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Medicine Lake volcano

Medicine Lake Volcano AMNH/R.Mickens

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Medicine Lake is a broad shield volcano, built up by successive basalt flows. In contrast, the other Cascade volcanoes are tall peaks made mostly of andesite lavas. The magma for all the volcanoes in the Cascade Range originates near the subducting plate, about 120 kilometers below the surface. At Medicine Lake, the magma rises rapidly enough that it remains basalt. In the other volcanoes, the magma rises much more slowly, allowing it to cool and partially crystallize, thereby changing its composition to andesite.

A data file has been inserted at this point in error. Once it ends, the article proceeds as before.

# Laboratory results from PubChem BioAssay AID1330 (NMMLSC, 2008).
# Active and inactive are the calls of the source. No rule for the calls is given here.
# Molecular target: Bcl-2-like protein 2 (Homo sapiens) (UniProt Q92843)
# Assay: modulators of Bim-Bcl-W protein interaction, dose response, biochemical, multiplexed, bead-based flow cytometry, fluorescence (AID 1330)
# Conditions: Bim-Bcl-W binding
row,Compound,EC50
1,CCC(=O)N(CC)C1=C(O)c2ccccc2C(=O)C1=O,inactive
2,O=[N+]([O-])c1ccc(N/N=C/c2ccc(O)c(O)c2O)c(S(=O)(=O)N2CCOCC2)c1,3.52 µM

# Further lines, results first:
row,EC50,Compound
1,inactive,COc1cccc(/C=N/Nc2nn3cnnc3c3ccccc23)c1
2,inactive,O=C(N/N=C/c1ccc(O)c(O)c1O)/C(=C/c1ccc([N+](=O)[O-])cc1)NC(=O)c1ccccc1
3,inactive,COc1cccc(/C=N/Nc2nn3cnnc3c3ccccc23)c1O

Diverse lavas
The variety of lava types at Medicine Lake illustrates the complexity of arc volcanism. The magma that feeds the volcano originates in the mantle as basalt, and sometimes it reaches the surface to erupt unchanged. At other times, the magma collects in chambers and cools, causing crystals to form and settle out. The remaining magma, changed in composition, erupts as the different types of lava you see here. 

For Educators

Topic: Earth Science

Subtopic: Volcanoes

Keywords: Medicine Lake (Cal.), Geology, Volcanoes, Magmas, Lava, Volcanic eruptions, Cascade Range, Volcanology

Audience: General